"The other three boys were told to take their prisoners to jail while we got some conveyance to carry Wilson's body back to Erath County for our reward. We got a wagon and some harness and used our own horses alternately on the long trip back. We put the body in the wagon bed and piled mesquite bushes over him and started about sun-down that day. We traveled all that night, all next day and part of the next night before we got to Coleman; there were no roads nor bridges and not many trails, we just had to take a course through the woods and do the best we could. One man was sent on ahead on horseback to select the best crossings on streams and he would often have to go up and down a stream for hours before a place could be found for a wagon to cross. Just before we got to town we had to cross a little draw and the moon was just bright enough for the Indians to be out. We were leading our spare horses and pack mule and when two big rusty Indians sprang from the bushes with knives in hand to cut the horses loose we let 'em have it. This brought several arrows from the bushes all around us but no one was hurt by them and all the Indians ran except the dead one.
"We went on into Coleman about 10:30 p.m., exchanged our wagon for a hack, which was a much lighter vehicle, got a few hours sleep, some black coffee and bacon and started on before daylight for Erath County. We reached Stephenville, turned the body over to the authorities and received our reward. The state had offered $500.00 while the citizens had donated $500.00 and a section of land. This was rightfully divided and one of our boys, Gus Young who fell heir to the land, still lives on it and has done well.
"On another occasion we were stationed at Double Mountain Fork above Fort Griffin. On moonlight nights our captain would send us out in every direction to scout around for Indians. One night when we had gone fifteen or twenty miles from camp, we struck a trail and thought at first that it was a mustang trail but as we followed it we came upon a smouldering campfire and the remains of a buffalo. Part of the hind quarter had been cut away and roasted. We proceeded further and came upon a row of Indians going down the path single file. We opened fire as we were accustomed to doing and killed two of the Indians. They returned our fire as they ran. We chased them right on into a white camp and found to our dismay that we had been chasing Government Indians who had been sent out with United State Officers from Fort Sill to show them how to hunt buffalo. We came pretty close to serious trouble and did have to go into court over killing the Indians, but it was settled in our favor. On one of our skirmishes the captain sent two of us boys out around Paint Rock. About half way between Paint Rock and Salt Gap we saw a man coming riding along meeting us. When he got within about forty yards of us he opened fire with a winchester and we of course returned the fire at once. He fell from his horse, ran to the side of the road, jerked off his boots and died almost immediately. We went on into town and got the officers who returned with us and identified him as one of the Taylor boys and told us that he must have mistaken us for the Suttons, explaining that an old family feud between the Taylors and Suttons had grown to shooting on sight and that my partner really resembled one of the Suttons very much. This Taylor boy had always said he would never die with his boots on, was why he jerked them off.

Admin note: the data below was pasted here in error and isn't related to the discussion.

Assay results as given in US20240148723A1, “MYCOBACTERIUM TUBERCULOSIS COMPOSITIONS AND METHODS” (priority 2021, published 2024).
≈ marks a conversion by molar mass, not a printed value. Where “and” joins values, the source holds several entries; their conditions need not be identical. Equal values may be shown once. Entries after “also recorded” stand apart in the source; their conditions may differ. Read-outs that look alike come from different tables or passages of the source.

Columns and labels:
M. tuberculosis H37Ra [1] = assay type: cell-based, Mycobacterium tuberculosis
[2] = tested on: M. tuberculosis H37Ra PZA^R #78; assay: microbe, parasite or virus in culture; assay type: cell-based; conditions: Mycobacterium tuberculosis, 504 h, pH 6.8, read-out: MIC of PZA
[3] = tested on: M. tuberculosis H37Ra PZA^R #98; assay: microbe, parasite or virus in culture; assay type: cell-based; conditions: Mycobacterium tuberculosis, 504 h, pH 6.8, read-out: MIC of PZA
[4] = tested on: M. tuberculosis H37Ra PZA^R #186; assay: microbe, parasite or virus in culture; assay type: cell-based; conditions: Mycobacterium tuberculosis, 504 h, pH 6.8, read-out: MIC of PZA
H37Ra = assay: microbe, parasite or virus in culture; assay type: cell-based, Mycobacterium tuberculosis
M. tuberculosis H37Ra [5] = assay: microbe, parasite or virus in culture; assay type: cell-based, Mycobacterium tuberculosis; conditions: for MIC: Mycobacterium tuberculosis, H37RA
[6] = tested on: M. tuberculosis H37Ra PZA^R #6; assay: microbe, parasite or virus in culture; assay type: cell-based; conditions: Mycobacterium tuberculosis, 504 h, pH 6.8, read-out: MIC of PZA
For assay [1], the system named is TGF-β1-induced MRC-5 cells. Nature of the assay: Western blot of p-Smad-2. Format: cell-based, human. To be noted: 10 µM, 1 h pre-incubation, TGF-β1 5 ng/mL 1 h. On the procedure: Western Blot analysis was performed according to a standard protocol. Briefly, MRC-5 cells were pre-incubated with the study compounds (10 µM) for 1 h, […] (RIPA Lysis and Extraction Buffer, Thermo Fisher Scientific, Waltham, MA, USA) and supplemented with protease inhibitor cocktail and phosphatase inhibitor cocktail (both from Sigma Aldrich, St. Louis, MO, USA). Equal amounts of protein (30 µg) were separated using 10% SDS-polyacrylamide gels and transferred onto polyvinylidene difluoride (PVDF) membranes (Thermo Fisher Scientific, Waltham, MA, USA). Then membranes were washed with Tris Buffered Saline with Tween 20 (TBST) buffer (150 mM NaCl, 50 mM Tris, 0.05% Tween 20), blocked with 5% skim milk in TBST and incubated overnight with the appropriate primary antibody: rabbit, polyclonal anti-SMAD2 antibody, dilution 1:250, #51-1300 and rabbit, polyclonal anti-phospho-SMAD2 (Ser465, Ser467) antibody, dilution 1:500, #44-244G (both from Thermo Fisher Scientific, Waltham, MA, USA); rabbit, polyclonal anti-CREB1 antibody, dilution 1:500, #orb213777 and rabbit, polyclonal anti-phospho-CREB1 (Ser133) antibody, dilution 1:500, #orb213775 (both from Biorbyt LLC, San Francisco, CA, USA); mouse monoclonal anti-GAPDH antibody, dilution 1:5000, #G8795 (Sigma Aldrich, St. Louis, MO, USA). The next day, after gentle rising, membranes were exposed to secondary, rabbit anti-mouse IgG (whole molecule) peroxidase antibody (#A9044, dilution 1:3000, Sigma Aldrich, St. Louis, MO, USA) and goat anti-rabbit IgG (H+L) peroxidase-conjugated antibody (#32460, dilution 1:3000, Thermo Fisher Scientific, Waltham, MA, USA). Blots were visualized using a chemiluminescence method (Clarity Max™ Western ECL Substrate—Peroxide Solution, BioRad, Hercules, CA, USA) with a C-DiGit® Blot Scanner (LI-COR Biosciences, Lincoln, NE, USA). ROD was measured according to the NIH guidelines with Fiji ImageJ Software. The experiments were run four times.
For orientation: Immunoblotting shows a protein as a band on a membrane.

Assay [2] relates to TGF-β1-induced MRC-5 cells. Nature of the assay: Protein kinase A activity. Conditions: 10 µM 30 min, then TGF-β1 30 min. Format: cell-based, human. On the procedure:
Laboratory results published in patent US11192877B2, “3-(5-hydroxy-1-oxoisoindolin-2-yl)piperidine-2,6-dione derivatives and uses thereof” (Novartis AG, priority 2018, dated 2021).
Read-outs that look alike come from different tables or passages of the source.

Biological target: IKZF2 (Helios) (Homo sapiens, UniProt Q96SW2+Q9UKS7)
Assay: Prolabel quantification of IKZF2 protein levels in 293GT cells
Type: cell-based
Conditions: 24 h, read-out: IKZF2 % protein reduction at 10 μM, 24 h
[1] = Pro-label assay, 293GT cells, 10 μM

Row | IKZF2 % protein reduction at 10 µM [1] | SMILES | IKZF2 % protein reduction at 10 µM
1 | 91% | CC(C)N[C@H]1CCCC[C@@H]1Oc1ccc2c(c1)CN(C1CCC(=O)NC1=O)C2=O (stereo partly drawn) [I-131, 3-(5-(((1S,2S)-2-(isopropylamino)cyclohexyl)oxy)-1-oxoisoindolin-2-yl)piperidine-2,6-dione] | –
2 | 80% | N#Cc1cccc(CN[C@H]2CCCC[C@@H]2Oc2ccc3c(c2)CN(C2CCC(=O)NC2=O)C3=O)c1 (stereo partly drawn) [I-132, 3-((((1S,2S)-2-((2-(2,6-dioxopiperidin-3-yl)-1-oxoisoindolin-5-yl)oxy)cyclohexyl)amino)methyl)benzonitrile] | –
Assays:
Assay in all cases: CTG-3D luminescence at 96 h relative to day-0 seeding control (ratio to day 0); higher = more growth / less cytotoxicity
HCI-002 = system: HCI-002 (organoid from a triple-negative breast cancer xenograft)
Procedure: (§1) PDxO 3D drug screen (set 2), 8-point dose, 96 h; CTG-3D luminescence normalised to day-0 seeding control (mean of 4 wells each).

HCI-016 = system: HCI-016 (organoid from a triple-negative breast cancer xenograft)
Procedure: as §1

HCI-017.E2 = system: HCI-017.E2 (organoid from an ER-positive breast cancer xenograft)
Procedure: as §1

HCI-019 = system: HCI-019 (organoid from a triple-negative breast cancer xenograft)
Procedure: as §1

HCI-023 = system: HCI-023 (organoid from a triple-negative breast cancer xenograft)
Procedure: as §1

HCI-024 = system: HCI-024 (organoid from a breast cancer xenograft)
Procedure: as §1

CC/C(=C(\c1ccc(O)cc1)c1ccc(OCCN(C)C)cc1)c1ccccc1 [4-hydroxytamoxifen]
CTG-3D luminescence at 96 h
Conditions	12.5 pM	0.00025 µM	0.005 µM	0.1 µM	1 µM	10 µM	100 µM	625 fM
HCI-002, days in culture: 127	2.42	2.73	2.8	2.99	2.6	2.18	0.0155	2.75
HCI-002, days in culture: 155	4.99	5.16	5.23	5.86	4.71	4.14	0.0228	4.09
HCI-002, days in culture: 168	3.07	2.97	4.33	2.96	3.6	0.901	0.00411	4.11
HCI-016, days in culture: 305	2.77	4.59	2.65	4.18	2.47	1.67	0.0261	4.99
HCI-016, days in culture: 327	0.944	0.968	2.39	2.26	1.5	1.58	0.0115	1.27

"We went on many bear, deer, and antelope hunts. We enjoyed them all and always brought back the game.
"Once, a new fellow by the name of Wylie joined our force and was showing off his skill by doing what he called the John Wesley Hardin stunt, which was to cock his gun as it left his hip and shoot as he came up with it. Somehow the gun hung and he shot a hole clean through his hip. It was only a flesh wound and soon healed but we guyed him about his Hardin stunt until we nearly ran him out of camp.
"I shall never forget the first time I ever saw San Angelo. There were six-hundred negro soldiers stationed at the post then and I thought it was the blackest town I ever saw, with nothing but saloons, gambling houses, and dance halls.
"We had been Indian scouting on the plains for a month and Captain Sparks decided to go into Angelo. We got into the Sarg. Nasworthy Saloon and all got to drinking and gambling. Our boys seemed to lose heavier than usual but we considered it all in a day's fun and made the dances that night. In one place we were dancing around and a negro soldier danced right into one of our boys. We looked around and saw a whole bunch of negroes dancing all around us. There were about thirty of us rangers. We grabbed bottles, chairs, guns, anything at hand, and started knocking out negroes. This broke up the negro part of the dance, but the few who got away went to the fort and reported to Colonel Grierson, who was at our camp by daylight next morning, demanding Captain Sparks to apologize to his negroes. This so infuriated Sparks that he replied, 'To Hell with your damn black skunks, I can take my thirty rangers and whip every damn negro in your whole fort'. The next night a bunch of buffalo hunters came into town, shaved and cleaned up and made the dances. The negroes, backed by Grierson, were laying for our bunch. When the buffalo hunters appeared on the dance floor the negroes turned loose on them and killed several before they discovered it was not our men. Colonel Grierson reported our Captain to Captain Steed at Austin and he was discharged. I have heard that he died seeking to get even with Grierson.